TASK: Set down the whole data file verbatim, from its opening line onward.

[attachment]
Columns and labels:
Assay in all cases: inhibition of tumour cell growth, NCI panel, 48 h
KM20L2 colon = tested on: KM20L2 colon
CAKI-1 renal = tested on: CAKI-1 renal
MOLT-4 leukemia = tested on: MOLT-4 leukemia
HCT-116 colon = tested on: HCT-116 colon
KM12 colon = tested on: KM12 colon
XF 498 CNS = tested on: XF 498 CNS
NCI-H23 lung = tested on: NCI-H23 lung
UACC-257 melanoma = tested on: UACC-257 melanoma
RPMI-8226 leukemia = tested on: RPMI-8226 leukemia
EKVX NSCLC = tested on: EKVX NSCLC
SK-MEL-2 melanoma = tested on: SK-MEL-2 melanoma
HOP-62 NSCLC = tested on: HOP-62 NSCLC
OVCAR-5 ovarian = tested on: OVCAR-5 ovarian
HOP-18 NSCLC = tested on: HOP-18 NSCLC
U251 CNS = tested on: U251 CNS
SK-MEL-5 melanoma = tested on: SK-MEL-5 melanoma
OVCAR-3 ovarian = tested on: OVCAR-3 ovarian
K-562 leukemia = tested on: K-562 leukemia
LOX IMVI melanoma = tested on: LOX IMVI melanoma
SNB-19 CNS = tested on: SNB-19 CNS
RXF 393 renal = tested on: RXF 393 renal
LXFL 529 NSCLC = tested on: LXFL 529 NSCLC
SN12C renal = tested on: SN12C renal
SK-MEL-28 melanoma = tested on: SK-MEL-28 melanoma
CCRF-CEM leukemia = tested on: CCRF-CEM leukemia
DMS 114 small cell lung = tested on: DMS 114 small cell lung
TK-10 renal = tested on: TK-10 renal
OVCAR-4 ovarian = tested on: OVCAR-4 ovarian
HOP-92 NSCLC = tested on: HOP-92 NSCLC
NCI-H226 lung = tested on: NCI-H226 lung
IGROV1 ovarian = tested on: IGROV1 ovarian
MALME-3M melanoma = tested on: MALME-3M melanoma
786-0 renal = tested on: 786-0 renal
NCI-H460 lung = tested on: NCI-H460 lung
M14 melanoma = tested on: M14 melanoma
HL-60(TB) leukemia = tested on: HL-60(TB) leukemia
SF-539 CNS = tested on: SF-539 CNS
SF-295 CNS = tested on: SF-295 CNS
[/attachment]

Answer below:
Columns and labels:
Assay in all cases: inhibition of tumour cell growth, NCI panel, 48 h
KM20L2 colon = tested on: KM20L2 colon
CAKI-1 renal = tested on: CAKI-1 renal
MOLT-4 leukemia = tested on: MOLT-4 leukemia
HCT-116 colon = tested on: HCT-116 colon
KM12 colon = tested on: KM12 colon
XF 498 CNS = tested on: XF 498 CNS
NCI-H23 lung = tested on: NCI-H23 lung
UACC-257 melanoma = tested on: UACC-257 melanoma
RPMI-8226 leukemia = tested on: RPMI-8226 leukemia
EKVX NSCLC = tested on: EKVX NSCLC
SK-MEL-2 melanoma = tested on: SK-MEL-2 melanoma
HOP-62 NSCLC = tested on: HOP-62 NSCLC
OVCAR-5 ovarian = tested on: OVCAR-5 ovarian
HOP-18 NSCLC = tested on: HOP-18 NSCLC
U251 CNS = tested on: U251 CNS
SK-MEL-5 melanoma = tested on: SK-MEL-5 melanoma
OVCAR-3 ovarian = tested on: OVCAR-3 ovarian
K-562 leukemia = tested on: K-562 leukemia
LOX IMVI melanoma = tested on: LOX IMVI melanoma
SNB-19 CNS = tested on: SNB-19 CNS
RXF 393 renal = tested on: RXF 393 renal
LXFL 529 NSCLC = tested on: LXFL 529 NSCLC
SN12C renal = tested on: SN12C renal
SK-MEL-28 melanoma = tested on: SK-MEL-28 melanoma
CCRF-CEM leukemia = tested on: CCRF-CEM leukemia
DMS 114 small cell lung = tested on: DMS 114 small cell lung
TK-10 renal = tested on: TK-10 renal
OVCAR-4 ovarian = tested on: OVCAR-4 ovarian
HOP-92 NSCLC = tested on: HOP-92 NSCLC
NCI-H226 lung = tested on: NCI-H226 lung
IGROV1 ovarian = tested on: IGROV1 ovarian
MALME-3M melanoma = tested on: MALME-3M melanoma
786-0 renal = tested on: 786-0 renal
NCI-H460 lung = tested on: NCI-H460 lung
M14 melanoma = tested on: M14 melanoma
HL-60(TB) leukemia = tested on: HL-60(TB) leukemia
SF-539 CNS = tested on: SF-539 CNS
SF-295 CNS = tested on: SF-295 CNS